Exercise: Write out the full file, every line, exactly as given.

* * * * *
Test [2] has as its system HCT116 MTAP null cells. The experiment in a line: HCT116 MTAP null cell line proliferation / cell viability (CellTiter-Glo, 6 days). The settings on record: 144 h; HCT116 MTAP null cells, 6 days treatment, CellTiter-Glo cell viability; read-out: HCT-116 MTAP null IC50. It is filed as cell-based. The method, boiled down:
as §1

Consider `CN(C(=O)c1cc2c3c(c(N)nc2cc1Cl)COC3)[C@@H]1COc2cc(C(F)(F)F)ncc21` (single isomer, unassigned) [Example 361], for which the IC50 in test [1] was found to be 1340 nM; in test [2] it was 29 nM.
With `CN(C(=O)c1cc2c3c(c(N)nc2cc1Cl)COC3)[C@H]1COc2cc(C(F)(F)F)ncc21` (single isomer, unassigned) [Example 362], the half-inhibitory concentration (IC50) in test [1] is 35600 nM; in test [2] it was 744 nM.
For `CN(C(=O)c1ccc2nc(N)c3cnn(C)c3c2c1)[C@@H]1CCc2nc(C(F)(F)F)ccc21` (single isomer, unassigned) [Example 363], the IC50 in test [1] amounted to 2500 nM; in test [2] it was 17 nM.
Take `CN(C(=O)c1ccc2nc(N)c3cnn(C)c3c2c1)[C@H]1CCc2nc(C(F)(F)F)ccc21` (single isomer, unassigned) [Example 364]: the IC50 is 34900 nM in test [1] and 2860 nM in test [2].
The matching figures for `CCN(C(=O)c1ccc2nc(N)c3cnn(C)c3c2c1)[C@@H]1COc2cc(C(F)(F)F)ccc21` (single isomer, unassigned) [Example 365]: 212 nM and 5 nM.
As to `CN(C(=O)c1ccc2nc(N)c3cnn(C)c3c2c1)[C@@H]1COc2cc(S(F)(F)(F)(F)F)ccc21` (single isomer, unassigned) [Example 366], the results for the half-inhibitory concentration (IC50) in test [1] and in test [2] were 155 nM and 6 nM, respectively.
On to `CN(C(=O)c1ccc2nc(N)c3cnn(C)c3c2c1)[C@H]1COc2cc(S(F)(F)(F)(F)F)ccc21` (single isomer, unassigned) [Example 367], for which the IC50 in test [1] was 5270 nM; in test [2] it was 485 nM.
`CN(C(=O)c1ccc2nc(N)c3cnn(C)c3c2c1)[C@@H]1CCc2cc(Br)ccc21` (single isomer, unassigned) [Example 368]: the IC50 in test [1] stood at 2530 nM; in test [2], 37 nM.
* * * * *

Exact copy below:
Test [2] has as its system HCT116 MTAP null cells. The experiment in a line: HCT116 MTAP null cell line proliferation / cell viability (CellTiter-Glo, 6 days). The settings on record: 144 h; HCT116 MTAP null cells, 6 days treatment, CellTiter-Glo cell viability; read-out: HCT-116 MTAP null IC50. It is filed as cell-based. The method, boiled down:
as §1

Consider `CN(C(=O)c1cc2c3c(c(N)nc2cc1Cl)COC3)[C@@H]1COc2cc(C(F)(F)F)ncc21` (single isomer, unassigned) [Example 361], for which the IC50 in test [1] was found to be 1340 nM; in test [2] it was 29 nM.
With `CN(C(=O)c1cc2c3c(c(N)nc2cc1Cl)COC3)[C@H]1COc2cc(C(F)(F)F)ncc21` (single isomer, unassigned) [Example 362], the half-inhibitory concentration (IC50) in test [1] is 35600 nM; in test [2] it was 744 nM.
For `CN(C(=O)c1ccc2nc(N)c3cnn(C)c3c2c1)[C@@H]1CCc2nc(C(F)(F)F)ccc21` (single isomer, unassigned) [Example 363], the IC50 in test [1] amounted to 2500 nM; in test [2] it was 17 nM.
Take `CN(C(=O)c1ccc2nc(N)c3cnn(C)c3c2c1)[C@H]1CCc2nc(C(F)(F)F)ccc21` (single isomer, unassigned) [Example 364]: the IC50 is 34900 nM in test [1] and 2860 nM in test [2].
The matching figures for `CCN(C(=O)c1ccc2nc(N)c3cnn(C)c3c2c1)[C@@H]1COc2cc(C(F)(F)F)ccc21` (single isomer, unassigned) [Example 365]: 212 nM and 5 nM.
As to `CN(C(=O)c1ccc2nc(N)c3cnn(C)c3c2c1)[C@@H]1COc2cc(S(F)(F)(F)(F)F)ccc21` (single isomer, unassigned) [Example 366], the results for the half-inhibitory concentration (IC50) in test [1] and in test [2] were 155 nM and 6 nM, respectively.
On to `CN(C(=O)c1ccc2nc(N)c3cnn(C)c3c2c1)[C@H]1COc2cc(S(F)(F)(F)(F)F)ccc21` (single isomer, unassigned) [Example 367], for which the IC50 in test [1] was 5270 nM; in test [2] it was 485 nM.
`CN(C(=O)c1ccc2nc(N)c3cnn(C)c3c2c1)[C@@H]1CCc2cc(Br)ccc21` (single isomer, unassigned) [Example 368]: the IC50 in test [1] stood at 2530 nM; in test [2], 37 nM.